12 See Castellano, Marlene Brant, “Ethics of Aboriginal Research,” Journal of Aboriginal Health 1, no. 1 (2004): 98114.The Nipissing University Research Ethics Board approves this research (file # 09-06-10RVR2).

13 These include Rev. James Scott, Sharon Thira, Jane Brewin Morley, Q.C., and Mike DeGagné. I would especially like to acknowledge Maggie Hodgson, an Indigenous leader in healing who has long been involved with IRS resolution, who spent over twenty hours with me. I am greatly indebted to her for teaching me to think about the spiritual/emotional impact of various processes along the way to settlement.

14 Devault, Marjorie L. and McCoy, Liza, “Institutional Ethnography: Using Interviews to Investigate Ruling Relations,” in Handbook of Interview Research: Context & Method, ed. Holstein, James A. and Gubrium, Jaber F., 751–76 (Thousand Oaks, CA: Sage Publications, 2002).

15 Schwartz-Shea and Yanow, Interpretive Research Design.

16 James, Matt, “A Carnival of Truth? Knowledge, Ignorance and the Canadian Truth and Reconciliation Commission,” International Journal of Transitional Justice (2012): 123, 18.

17 Schwartz-Shea and Yanow, Interpretive Research Design, 41.

18 Klotz, Audie and Lynch, Cecelia, Strategies for Research in Constructivist International Relations (Armonk, NY: M. E. Sharpe, 2007), 107.

19 Phil Fontaine, interview by Michael Enright and Alan Maitland, As it Happens, CBC Radio, November 5, 1990, http://www.cbc.ca/archives/categories/politics/parties-leaders/phil-fontaine-native-diplomat-and-dealmaker/abused-to-abuser.html (accessed August 15, 2012).

20 Then-Minister of Indian Affairs Tom Siddon quoted in Joan Bryden, “Siddon refuses ‘witch hunt’ into Indian schools,” The Windsor Star, November 1, 1990.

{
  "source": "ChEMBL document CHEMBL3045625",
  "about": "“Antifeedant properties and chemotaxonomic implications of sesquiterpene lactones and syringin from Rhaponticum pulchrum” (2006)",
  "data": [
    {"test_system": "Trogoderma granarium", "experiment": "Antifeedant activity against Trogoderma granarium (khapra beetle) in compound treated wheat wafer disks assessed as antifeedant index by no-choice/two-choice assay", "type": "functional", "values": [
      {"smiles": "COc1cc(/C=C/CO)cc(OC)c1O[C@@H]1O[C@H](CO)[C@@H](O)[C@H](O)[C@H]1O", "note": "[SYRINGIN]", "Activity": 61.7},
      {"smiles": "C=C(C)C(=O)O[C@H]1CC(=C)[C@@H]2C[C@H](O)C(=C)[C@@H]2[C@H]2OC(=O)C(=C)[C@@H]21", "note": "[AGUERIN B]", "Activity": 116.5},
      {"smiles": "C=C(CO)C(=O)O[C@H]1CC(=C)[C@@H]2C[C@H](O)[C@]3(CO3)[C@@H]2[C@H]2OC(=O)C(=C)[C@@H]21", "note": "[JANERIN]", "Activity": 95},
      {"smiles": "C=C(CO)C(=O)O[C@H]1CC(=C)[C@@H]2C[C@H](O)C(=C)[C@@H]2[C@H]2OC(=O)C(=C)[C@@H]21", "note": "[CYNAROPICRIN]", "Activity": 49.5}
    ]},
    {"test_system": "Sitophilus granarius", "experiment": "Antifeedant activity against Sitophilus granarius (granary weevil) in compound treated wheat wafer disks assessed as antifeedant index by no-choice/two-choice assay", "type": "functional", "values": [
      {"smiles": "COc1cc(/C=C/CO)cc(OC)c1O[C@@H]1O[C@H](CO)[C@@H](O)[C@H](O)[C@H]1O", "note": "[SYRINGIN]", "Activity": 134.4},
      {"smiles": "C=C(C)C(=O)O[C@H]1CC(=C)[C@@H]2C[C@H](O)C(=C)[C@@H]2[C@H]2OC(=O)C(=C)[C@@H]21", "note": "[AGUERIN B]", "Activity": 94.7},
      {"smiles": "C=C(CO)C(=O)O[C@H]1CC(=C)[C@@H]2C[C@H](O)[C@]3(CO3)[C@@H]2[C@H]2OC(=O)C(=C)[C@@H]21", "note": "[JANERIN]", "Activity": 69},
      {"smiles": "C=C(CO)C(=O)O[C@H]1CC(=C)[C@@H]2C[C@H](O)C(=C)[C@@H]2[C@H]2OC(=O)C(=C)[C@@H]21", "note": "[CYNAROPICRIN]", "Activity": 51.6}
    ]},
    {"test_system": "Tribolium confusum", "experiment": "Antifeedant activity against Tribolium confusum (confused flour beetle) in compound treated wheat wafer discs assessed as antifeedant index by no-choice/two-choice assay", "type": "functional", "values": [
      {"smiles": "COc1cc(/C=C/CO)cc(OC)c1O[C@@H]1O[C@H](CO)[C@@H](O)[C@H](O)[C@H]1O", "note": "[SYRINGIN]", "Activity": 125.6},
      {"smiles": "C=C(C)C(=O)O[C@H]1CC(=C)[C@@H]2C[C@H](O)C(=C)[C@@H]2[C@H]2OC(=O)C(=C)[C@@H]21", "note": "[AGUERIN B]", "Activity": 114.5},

21 Royal Commission on Aboriginal Peoples, Report of the Royal Commission on Aboriginal Peoples (Ottawa: Canada Communications Group, 1996), 601–2.

22 See Stanton, Kim, “Canada’s Truth and Reconciliation Commission: Settling the Past?,” International Indigenous Policy Journal 2, no. 3 (2011).

23 Maggie Hodgson, telephone interview, May 24, 2012. Hodgson worked for the federal government on interchange from Native Counseling Services of Alberta at this time.

24 Leslie Thielen-Wilson, “White Terror, Canada’s Indian Residential Schools, and the Colonial Present: From Law Towards a Pedagogy of Recognition” (doctoral dissertation, Ontario Institute for Studies in Education, University of Toronto, 2012), ch. 5.

25 Ibid.

26 Rev. James Scott, “The Residential Schools Litigation Process” (panel discussion at “Assessing Canada’s Indian Residential Schools Litigation and Settlement Process,” University of Toronto Faculty of Law, Toronto, January 18, 2013). On file with author.

27 Rev. Stephen Kendall, Principal Clerk of the General Assembly of the Presbyterian Church of Canada, personal interview, April 26, 2013, Montreal.

28 Canada. Indian Affairs and Northern Development (DIAND), Reconciliation and Healing: Alternative Resolution Strategies for Dealing with Residential Schools Claims (Ottawa: Minister of Indian Affairs and Northern Development, 2000), http://www.glennsigurdson.com/wp-content/uploads/2010/09/Reconciliation_healing.pdf (February 24, 2012).

29 Hodgson, telephone interview, June 21, 2011.

30 Personal interview, June 18, 2010.

31 DIAND, Healing and Reconciliation, 104–5.

32 Hodgson, telephone interview, June 21, 2011.

33 DIAND, Reconciliation and Healing, 110.

34 Kathleen Mahoney, telephone interview, September 20, 2011.

35 Ibid.

36 Mario Dion, personal interview, October 6, 2011.

37 Regan, Paulette, Unsettling the Settler Within: Indian Residential Schools, Truth Telling, and Reconciliation in Canada (Vancouver: UBC Press, 2010), 124–41.

38 Ibid., emphasis added.

39 Standing Committee on Aboriginal Affairs and Northern Development, Study on the Effectiveness of the Government Alternative Dispute Resolution Process for the Resolution of Indian Residential School Claims, 38th Parliament, 1st Session, (House of Commons: Ottawa, 2005) (hereafter cited as AAND Standing Committee, Study on the Effectiveness of ADR).

40 AAND Standing Committee, Study on the Effectiveness of ADR.

41 Mahoney, telephone interview, September 20, 2011.

42 Phil Fontaine (presentation at “Assessing Canada’s Indian Residential Schools Litigation and Settlement Process,” University of Toronto Faculty of Law, Toronto, January 18, 2013), http://mediacast.ic.utoronto.ca/20130118-LAW-1/index.htm# (accessed July 2, 2013).